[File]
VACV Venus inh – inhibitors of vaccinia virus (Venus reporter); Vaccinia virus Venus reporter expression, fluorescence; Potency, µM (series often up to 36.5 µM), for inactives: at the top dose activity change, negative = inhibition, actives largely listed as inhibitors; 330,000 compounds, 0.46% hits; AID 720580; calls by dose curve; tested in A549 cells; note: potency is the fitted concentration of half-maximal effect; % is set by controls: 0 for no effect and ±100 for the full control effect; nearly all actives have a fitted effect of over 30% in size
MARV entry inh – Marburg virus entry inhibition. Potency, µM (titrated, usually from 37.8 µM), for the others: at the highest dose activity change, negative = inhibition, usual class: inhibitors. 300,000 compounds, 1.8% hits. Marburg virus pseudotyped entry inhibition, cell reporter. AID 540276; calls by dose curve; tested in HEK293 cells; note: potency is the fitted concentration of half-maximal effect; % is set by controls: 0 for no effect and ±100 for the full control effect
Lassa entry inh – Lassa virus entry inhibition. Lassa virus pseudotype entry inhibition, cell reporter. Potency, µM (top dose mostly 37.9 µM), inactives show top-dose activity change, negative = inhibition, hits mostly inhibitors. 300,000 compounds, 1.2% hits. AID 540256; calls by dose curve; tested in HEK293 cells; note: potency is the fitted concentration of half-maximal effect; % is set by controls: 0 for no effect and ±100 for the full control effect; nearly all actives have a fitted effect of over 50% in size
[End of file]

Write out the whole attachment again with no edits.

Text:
VACV Venus inh – inhibitors of vaccinia virus (Venus reporter); Vaccinia virus Venus reporter expression, fluorescence; Potency, µM (series often up to 36.5 µM), for inactives: at the top dose activity change, negative = inhibition, actives largely listed as inhibitors; 330,000 compounds, 0.46% hits; AID 720580; calls by dose curve; tested in A549 cells; note: potency is the fitted concentration of half-maximal effect; % is set by controls: 0 for no effect and ±100 for the full control effect; nearly all actives have a fitted effect of over 30% in size
MARV entry inh – Marburg virus entry inhibition. Potency, µM (titrated, usually from 37.8 µM), for the others: at the highest dose activity change, negative = inhibition, usual class: inhibitors. 300,000 compounds, 1.8% hits. Marburg virus pseudotyped entry inhibition, cell reporter. AID 540276; calls by dose curve; tested in HEK293 cells; note: potency is the fitted concentration of half-maximal effect; % is set by controls: 0 for no effect and ±100 for the full control effect
Lassa entry inh – Lassa virus entry inhibition. Lassa virus pseudotype entry inhibition, cell reporter. Potency, µM (top dose mostly 37.9 µM), inactives show top-dose activity change, negative = inhibition, hits mostly inhibitors. 300,000 compounds, 1.2% hits. AID 540256; calls by dose curve; tested in HEK293 cells; note: potency is the fitted concentration of half-maximal effect; % is set by controls: 0 for no effect and ±100 for the full control effect; nearly all actives have a fitted effect of over 50% in size